(Tiny) Screech Owl

Marley GatorMarley Gator

Marley participating in Science Center activities

And now, on to the newly renovated Chapin Snake Center.  Note that this is much more than just "caged animals".  These snakes are used both actively and passively to educate thousands of children and adults about the value and importance of snakes in our ecosystems, as well as a chance to see their beauty up-close, even to touch and hold these mostly gentle creatures... perhaps reducing that reflex fear and repulsion among the snake-phobics referred to in my "spoiler alert" above.  Too many people will reflexly get the garden hoe if they see a snake in their yard. This Snake Center may diminish some of that reflex.

Mike & Suzie at Snake CagesMike & Suzie at Snake Cages Mike Jones and Suzie Buzzo, Animal Curators

While these snakes may also live along the Nature Trail, they tend to stay out of view of the visitors - a good thing I suppose. But at the Center, visitors can safely get a closeup view of six (or more) local snakes.

Six of the photos below -- those showing the wood-framed face of each cage -- were photographed after-hours-after-dusk (when reflected glare on the front glass was absent) by one of the Animal Keepers and generously offered for my use here -- thank you, Laura Augustine!

Let's start at the Diamondback Rattlesnake in a (simulated) upland meadow...


In this fisheye-like distortion, I attempt to show you how my "backdrop" photo wraps the back and both sides of the cage. (No, the snake is not there... it has access to a small side cage where it can go, especially when keepers need to tidy up the main cage.)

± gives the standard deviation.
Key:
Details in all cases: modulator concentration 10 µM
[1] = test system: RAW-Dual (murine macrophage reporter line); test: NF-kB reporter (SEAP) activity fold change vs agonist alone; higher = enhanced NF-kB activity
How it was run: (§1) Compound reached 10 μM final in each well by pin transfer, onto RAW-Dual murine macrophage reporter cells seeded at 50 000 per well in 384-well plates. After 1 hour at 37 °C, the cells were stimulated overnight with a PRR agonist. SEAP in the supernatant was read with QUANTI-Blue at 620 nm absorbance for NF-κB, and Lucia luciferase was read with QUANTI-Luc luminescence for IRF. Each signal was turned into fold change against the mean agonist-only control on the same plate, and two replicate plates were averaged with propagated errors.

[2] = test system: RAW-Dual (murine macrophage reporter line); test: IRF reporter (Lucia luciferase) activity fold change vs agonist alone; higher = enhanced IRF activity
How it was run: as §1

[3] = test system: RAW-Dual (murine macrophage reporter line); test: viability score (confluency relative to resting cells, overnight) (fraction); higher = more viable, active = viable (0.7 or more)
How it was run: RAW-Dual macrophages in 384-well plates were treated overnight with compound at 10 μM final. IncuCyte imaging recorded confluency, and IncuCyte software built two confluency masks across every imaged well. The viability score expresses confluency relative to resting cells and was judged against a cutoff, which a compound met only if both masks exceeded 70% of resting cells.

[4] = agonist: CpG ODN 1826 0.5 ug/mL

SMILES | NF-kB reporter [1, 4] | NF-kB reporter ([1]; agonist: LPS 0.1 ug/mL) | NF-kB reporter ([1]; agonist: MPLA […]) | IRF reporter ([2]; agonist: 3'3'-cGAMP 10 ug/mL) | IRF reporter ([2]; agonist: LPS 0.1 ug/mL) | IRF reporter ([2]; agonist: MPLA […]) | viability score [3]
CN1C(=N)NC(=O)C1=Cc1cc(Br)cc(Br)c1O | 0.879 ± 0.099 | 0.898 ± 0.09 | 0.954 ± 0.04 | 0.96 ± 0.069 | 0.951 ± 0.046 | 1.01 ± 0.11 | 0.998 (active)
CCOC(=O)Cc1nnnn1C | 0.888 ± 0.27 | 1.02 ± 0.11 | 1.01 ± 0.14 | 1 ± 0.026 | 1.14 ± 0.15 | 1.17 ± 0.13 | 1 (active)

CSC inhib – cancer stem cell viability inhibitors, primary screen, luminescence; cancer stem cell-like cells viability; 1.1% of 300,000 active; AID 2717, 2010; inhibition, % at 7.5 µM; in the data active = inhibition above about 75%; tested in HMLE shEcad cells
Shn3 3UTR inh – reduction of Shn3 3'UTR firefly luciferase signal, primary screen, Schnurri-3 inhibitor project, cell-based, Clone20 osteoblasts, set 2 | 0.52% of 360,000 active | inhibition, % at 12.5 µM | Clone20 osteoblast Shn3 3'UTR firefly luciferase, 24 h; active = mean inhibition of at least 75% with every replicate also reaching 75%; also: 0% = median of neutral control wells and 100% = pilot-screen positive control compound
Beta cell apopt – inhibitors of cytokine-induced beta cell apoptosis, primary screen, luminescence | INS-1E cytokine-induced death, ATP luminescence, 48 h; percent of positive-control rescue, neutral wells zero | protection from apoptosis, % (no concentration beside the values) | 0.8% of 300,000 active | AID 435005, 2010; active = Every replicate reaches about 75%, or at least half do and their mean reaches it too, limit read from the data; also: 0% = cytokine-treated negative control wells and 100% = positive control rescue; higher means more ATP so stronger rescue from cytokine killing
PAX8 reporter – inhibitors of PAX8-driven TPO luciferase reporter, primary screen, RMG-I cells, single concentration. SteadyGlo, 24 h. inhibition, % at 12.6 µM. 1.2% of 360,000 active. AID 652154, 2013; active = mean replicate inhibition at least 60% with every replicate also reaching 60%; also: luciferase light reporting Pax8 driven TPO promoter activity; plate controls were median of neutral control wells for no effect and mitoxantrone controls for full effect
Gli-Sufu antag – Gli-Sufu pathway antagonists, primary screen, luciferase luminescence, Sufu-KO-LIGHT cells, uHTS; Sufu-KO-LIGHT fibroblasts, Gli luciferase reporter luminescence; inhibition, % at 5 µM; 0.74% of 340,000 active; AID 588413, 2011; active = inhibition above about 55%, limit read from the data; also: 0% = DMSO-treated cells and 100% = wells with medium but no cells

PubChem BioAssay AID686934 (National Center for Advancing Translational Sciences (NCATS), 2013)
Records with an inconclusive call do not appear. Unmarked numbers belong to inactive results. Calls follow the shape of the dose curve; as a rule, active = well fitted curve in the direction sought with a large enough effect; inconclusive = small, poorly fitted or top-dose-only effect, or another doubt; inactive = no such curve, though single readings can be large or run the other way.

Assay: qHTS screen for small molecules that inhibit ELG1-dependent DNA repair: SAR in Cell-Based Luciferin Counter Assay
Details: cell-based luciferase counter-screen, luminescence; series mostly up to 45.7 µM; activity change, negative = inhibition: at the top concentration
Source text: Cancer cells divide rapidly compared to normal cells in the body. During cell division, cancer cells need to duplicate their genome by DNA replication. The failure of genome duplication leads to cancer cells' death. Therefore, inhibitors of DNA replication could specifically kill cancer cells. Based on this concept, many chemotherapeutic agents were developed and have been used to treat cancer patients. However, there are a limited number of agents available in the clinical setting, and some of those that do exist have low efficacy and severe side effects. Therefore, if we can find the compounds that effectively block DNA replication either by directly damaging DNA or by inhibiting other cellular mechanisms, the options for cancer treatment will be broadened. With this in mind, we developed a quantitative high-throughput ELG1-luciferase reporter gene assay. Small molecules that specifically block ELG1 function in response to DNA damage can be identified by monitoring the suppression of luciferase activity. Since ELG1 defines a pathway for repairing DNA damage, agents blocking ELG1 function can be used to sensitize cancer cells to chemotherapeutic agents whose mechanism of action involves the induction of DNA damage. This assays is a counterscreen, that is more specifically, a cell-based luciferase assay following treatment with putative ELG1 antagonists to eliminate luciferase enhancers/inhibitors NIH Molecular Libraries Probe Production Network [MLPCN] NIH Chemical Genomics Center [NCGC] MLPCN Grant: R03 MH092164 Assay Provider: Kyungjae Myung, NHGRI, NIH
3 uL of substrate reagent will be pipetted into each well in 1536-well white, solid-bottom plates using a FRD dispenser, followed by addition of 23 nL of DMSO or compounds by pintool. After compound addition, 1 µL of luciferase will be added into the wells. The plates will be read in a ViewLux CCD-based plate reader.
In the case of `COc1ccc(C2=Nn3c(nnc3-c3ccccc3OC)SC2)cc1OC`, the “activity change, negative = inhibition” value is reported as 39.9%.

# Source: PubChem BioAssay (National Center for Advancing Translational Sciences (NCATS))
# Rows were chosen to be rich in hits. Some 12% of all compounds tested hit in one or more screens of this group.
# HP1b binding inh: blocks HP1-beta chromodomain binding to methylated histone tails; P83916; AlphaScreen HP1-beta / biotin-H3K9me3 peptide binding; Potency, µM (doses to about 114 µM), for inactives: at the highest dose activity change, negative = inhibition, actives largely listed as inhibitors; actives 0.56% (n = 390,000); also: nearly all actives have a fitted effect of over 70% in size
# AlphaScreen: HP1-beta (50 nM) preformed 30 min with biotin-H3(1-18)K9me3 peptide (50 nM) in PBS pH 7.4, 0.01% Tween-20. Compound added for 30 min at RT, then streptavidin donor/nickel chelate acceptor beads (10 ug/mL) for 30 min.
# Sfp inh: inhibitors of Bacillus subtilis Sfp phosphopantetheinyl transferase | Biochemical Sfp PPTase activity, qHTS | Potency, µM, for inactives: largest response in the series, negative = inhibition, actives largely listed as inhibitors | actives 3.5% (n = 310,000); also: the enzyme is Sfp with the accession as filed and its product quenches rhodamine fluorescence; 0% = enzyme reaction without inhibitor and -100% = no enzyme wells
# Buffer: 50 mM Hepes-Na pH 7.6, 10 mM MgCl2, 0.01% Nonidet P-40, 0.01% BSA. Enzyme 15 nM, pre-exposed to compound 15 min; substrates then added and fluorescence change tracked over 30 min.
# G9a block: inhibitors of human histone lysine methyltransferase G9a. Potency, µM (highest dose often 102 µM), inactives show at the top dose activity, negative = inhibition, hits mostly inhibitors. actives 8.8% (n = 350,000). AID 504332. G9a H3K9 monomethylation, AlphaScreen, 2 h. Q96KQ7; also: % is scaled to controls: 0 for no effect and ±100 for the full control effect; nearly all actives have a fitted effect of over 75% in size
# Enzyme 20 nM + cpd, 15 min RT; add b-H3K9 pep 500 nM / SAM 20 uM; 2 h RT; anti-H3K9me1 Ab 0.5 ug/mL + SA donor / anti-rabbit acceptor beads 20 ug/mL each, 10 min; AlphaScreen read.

Upland Meadow Pano - RattlesnakeUpland Meadow Pano - Rattlesnake Here's what it takes to wrap the whole cage - the full upland meadow panorama is 108" x 20" - a composite of 12 stitched together photos.

Diamondback DisguiseDiamondback Disguise

Eastern Diamondback in the wild (Despite its amazing camouflage, s/he was spotted by Bob Thompson on a hike together.)

Diamondback CamouflageDiamondback Camouflage

Suspend your fear and see the beauty.  The snake never moved or reacted despite our close proximity.

Next we'll visit the Cottonmouth aka Water Moccasin at the edge of a spring... 

WetlandPano -CottonmouthWetlandPano -Cottonmouth Here's my spring/wetland habitat panorama for the Cottonmouth  (that wraps the above cage).

CottonmouthCottonmouthPaddling beneath a low branch on a small wild creek in N Florida, we were both surprised and unhappy when this venemous snake fell into my lap.

Florida Cottonmouth in the wild (This one literally fell into my lap while kayaking. I made the photo a few minutes later.)

And the Banded Watersnake habitat... very similar to that of the Cottonmouth.

Banded Water snakeBanded Water snake
Wetland Pano - Water SnakeWetland Pano - Water Snake My spring/wetland scene for the Banded Watersnake exhibit

Banded WatersnakeBanded Watersnake

Banded Watersnake in the wild

Slithering HouseSlithering House

Slithering House - Watersnake convention at Wakulla Springs State Park

Two species of rat snakes share the next cage...
Shed in habitat -Red and Gray RatShed in habitat -Red and Gray Rat

Wood Shed Pano-Rat SnakeWood Shed Pano-Rat Snake For this one, Mike and Suzie wanted a man-made structure, like a shed, included (our woodshed?) - popular Rat Snake digs!